$ gcc -O3 -g -std=c11 -Wall -Wextra -Wmissing-prototypes -Wstrict-prototypes \
>     -Wold-style-definition -Werror write.c -o write
$ gcc -O3 -g -std=c11 -Wall -Wextra -Wmissing-prototypes -Wstrict-prototypes \
>     -Wold-style-definition -Werror read.c -o read
$

the code basically works for me. I've added error checking. The slightly odd argv[argc-argc] prints argv[0] but avoids a warning (error because of -Werror) about argc being unused.

read.c

#include <fcntl.h>
#include <stdio.h>
#include <string.h>
#include <unistd.h>

int main(int argc, char **argv)
{
    int fd, nread;
    const char *pipe_file = "/tmp/test_fifo";

    char buf[0x100];

    if ((fd = open(pipe_file, O_RDONLY)) < 0)
    {
        fprintf(stderr, "%s: Failed to open FIFO %s\n", argv[argc-argc], pipe_file);
        return 1;
    }
    printf("%s: open successful\n", argv[0]);

    while(1) {
        printf("\n"); /*  */
        memset(buf, 0, 100);
        nread = read(fd, buf, 0x100-1);
        if (nread <= 0)
            break;
        printf("data is %s\n", buf);
        sleep(1);
    }

    return 0;
}

write.c

#include <fcntl.h>
#include <stdio.h>
#include <string.h>
#include <unistd.h>

int main(int argc, char *argv[])
{
    int fd;
    char *s = "changzhi";
    const char *pipe_file = "/tmp/test_fifo";

    if ((fd = open(pipe_file, O_WRONLY)) < 0)
    {
        fprintf(stderr, "%s: failed to open FIFO %s\n", argv[argc-argc], pipe_file);
        return 1;
    }
    printf("%s: open successful\n", argv[0]);
    if (write(fd, s, strlen(s)) <= 0)
    {
        fprintf(stderr, "%s: failed to open FIFO %s\n", argv[argc-argc], pipe_file);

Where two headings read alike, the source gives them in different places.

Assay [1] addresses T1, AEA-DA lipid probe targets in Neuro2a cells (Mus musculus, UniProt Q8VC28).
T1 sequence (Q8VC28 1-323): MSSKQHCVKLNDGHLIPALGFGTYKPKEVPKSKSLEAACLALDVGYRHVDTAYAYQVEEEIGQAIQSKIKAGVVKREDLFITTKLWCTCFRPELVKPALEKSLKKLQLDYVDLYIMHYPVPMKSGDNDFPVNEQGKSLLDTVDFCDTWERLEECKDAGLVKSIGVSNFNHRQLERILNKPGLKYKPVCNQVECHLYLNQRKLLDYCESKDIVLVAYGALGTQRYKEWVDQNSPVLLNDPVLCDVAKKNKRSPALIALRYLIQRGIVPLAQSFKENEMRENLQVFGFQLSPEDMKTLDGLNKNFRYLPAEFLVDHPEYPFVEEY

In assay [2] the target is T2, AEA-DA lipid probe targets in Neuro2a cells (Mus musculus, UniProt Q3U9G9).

return 1;
    }
    printf("%s: write successful\n", argv[0]);

    return 0;
}

Sample output

$ ./read & ./write
[1] 85542
./write: open successful
./write: write successful
./read: open successful

data is changzhi
$ 

[1]+  Done                    ./read
$ ./write & ./read
[1] 85544
./write: open successful
./read: open successful

./write: write successful
data is changzhi

[1]+  Done                    ./write
$

The programs report an error sensibly if the FIFO does not exist.

share|improve this answer
    
Thank you for your answer. But I still have some problem about code. It can not work, when I comment the printf("\n"); in read program. Is there something wrong about buffer caused the read operation is blocked? You can see @cadrian answer. –  changzhi May 12 at 7:01
    
When I remove the printf("\n"); line from read.c, the program works fine — it simply prints one fewer newlines (which is arguably an improvement). Have you copied the code verbatim, or did you try to retrofit my changes into your code? Which platform are you working on? I'm testing on Mac OS X 10.9.2 Mavericks with GCC 4.9.0, though I would expect the code to work fine with any POSIX-ish platform from the current millennium with any C compiler (though you'd need to tweak the compilation flags for non-GCC compilers, of course, or really old versions of GCC). –  Jonathan Leffler May 12 at 7:05
    
I'm testing on CentOS 6.4, and gcc version is 4.4.7 20120313 (Red Hat 4.4.7-4) (GCC). –  changzhi May 13 at 1:30
    
Well, I'd certainly not expect any trouble with CentOS 6.4 and GCC 4.4.7. Did you copy the code from my answer verbatim? Did you compile with the options I showed? I check compiled on Ubuntu 14.04 with GCC 4.8.2, and it performed fine — with and without the printf("\n"); line. –  Jonathan Leffler May 13 at 2:31

Your Answer

 
discard

By posting your answer, you agree to the privacy policy and terms of service.

Not the answer you're looking for? Browse other questions tagged or ask your own question.